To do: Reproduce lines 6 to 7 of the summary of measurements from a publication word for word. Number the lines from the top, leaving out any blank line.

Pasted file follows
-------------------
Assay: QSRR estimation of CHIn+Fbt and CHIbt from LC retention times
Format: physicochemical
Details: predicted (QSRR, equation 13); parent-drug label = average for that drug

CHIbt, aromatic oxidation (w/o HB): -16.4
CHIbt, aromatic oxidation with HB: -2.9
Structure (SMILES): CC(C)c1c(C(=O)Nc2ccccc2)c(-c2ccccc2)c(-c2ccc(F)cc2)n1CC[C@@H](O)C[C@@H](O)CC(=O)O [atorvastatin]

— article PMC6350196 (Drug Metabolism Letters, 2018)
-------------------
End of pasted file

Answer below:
Structure (SMILES): CC(C)c1c(C(=O)Nc2ccccc2)c(-c2ccccc2)c(-c2ccc(F)cc2)n1CC[C@@H](O)C[C@@H](O)CC(=O)O [atorvastatin]

— article PMC6350196 (Drug Metabolism Letters, 2018)